STEM and the real world

“STEM education is an interdisciplinary approach to learning where rigorous academic concepts are linked to real lessons while students apply science, technology, engineering and mathematics in contexts that form links between school, community, work and the global enterprise that enables STEM literacy development and with it the ability to competes in the new economy “
Tsupros, 2009.

Participation of OECD countries in STEM studies, source: OEDC website

STEM has evolved exponentially in new human history. We have become experienced users of technology, but most of us do not really understand the scientific discoveries of the everyday objects we use.

If we look back, we will notice that STEM was present very early. Approximately 3,000 BC man invented the wheel. Using the laws of physics, this great invention made people’s daily lives easier, while today it is the basis of most of the machines we use every day. The hard work of human hands in production was replaced by machines during the first industrial revolution in the second half of the 18th century, which led to an increase in industrial production. The most important STEM invention was the steam engine. In addition to many large factories, new cities were established, which resulted in the development of new modes of transport, such as steamboats and steam locomotives. Important energy sources came with the discovery of oil and electricity in the mid-19th century. The period of the second industrial revolution followed – a period of great progress in science and many discoveries without which we cannot imagine today’s life – light bulb, telephone, aircraft, radio, etc. During this period, the greatest discoveries were in the field of medicine – the discovery of penicillin, an antibiotic that saved millions of lives. The second half of the 20th century brings the period of the third industrial revolution, which is based on further digitalization of machines, which leads to an increase in mass production. The third revolution had a great impact on the media, with the advent of the Internet, but it also affected jobs in production. Most of the work previously done by factory employees was taken over by engineers, IT experts and designers. Therefore, new technologies require different skills.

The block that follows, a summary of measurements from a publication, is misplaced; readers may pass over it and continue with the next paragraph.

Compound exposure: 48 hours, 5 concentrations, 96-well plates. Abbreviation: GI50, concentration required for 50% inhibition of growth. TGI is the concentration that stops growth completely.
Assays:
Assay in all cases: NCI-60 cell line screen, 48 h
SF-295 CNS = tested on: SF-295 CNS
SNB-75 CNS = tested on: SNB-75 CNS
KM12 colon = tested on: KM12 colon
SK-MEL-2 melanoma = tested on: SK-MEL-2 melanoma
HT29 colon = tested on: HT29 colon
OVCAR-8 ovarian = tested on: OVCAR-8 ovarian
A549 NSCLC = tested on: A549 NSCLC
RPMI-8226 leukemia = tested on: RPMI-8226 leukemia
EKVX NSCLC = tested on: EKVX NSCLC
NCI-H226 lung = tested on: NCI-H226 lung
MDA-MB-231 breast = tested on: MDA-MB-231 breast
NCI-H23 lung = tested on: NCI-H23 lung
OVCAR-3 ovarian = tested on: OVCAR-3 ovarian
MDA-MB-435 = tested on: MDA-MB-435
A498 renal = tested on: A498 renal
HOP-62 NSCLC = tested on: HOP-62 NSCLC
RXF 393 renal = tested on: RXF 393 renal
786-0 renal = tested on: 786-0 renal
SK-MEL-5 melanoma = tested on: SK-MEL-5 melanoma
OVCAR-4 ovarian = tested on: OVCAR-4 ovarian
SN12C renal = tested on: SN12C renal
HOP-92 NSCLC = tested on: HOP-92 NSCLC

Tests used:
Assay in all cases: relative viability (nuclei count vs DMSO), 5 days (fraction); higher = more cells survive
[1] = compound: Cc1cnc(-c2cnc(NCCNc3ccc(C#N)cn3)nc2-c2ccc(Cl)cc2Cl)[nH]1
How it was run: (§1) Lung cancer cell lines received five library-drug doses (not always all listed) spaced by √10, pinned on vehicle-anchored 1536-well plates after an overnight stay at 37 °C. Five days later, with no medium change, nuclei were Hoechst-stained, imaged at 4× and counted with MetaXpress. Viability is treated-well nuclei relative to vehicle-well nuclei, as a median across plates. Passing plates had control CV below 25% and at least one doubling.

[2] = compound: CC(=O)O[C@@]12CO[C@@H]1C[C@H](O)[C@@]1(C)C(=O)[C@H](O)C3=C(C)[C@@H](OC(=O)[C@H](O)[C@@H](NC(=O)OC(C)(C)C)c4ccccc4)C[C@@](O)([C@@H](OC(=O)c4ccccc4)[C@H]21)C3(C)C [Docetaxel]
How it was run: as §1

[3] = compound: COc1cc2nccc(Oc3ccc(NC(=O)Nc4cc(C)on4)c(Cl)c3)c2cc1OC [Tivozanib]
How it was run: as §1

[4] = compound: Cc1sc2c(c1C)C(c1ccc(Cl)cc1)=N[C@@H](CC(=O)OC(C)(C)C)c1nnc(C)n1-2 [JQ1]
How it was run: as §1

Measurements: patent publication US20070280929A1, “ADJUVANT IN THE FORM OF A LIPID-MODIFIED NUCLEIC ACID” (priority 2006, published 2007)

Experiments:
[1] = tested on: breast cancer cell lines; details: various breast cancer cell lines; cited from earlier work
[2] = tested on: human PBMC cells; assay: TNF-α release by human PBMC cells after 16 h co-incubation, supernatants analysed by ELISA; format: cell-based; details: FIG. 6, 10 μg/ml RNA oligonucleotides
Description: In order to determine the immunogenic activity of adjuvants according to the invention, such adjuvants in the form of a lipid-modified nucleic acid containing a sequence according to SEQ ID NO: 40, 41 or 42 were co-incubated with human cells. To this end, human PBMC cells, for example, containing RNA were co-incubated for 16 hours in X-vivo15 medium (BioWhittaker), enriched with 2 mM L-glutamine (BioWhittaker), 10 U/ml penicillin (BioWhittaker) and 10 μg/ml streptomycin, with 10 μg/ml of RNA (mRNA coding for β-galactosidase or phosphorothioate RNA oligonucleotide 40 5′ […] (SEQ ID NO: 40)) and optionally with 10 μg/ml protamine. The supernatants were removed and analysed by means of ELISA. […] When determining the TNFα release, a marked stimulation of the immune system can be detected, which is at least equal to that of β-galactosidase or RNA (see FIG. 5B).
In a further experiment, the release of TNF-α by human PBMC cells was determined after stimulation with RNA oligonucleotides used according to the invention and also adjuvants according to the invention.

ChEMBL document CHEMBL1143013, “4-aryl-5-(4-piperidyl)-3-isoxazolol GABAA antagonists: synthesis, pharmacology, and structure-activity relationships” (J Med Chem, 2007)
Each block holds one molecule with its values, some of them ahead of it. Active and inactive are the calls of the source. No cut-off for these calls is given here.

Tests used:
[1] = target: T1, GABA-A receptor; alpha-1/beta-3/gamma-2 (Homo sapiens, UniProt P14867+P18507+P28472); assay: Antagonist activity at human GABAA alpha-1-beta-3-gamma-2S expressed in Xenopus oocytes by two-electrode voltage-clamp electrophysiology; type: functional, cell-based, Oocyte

In everyday life we ​​can see, touch and use hundreds or maybe thousands of products, applications and devices that have become thanks to STEM. Some of them are really easy to spot: for example, STEM helps us connect with people from all over the world via the Internet, telephone, etc. Thanks to new scientific methods, more powerful parts of agricultural machines are created, genetically produced hybrid plants produce more food, and new, stronger fertilizers are developed every day. Chemists are also improving and creating new packaging materials, such as plant “plastic”, which is more environmentally friendly. Moreover, engineers have managed to produce clean energy using renewable sources. Civil engineers design buildings, roads, bridges, airports, sewers and railways more efficiently, with greater durability in natural disasters such as earthquakes or floods, using STEM. Also, biologists, doctors and medical staff help improve our health and well-being. Now medicine can cure diseases that, not so long ago, were fatal. For example, polio has affected millions of people since prehistoric times and has led many to death, by the middle of the 20th century and the invention of polio vaccines.

Quoting Bernard Mara: “We are on the threshold of the Fourth Industrial Revolution or Industry 4.0.” Humanity is on the verge of gaining all the benefits of Artificial Intelligence (AI) as a commodity, but this also raises some questions:

  • Does the availability of AI mean that people will be completely displaced in factories and if so, how to prepare for future skills?
  • Will handmade obsolete and whether the skills of laborers become unnecessary?
  • Can education support all future students?

Lecture and discussion with participants, students and teachers from Serbia and the region, was led by Milijana Petrović, computer science teacher and Scientix Ambassador from Serbia, as well as the National Ambassador of Science on Stage Serbia network and a member of the Institute for Modern Education.

The screenshot belongs to the Author – Attribute CC-BY

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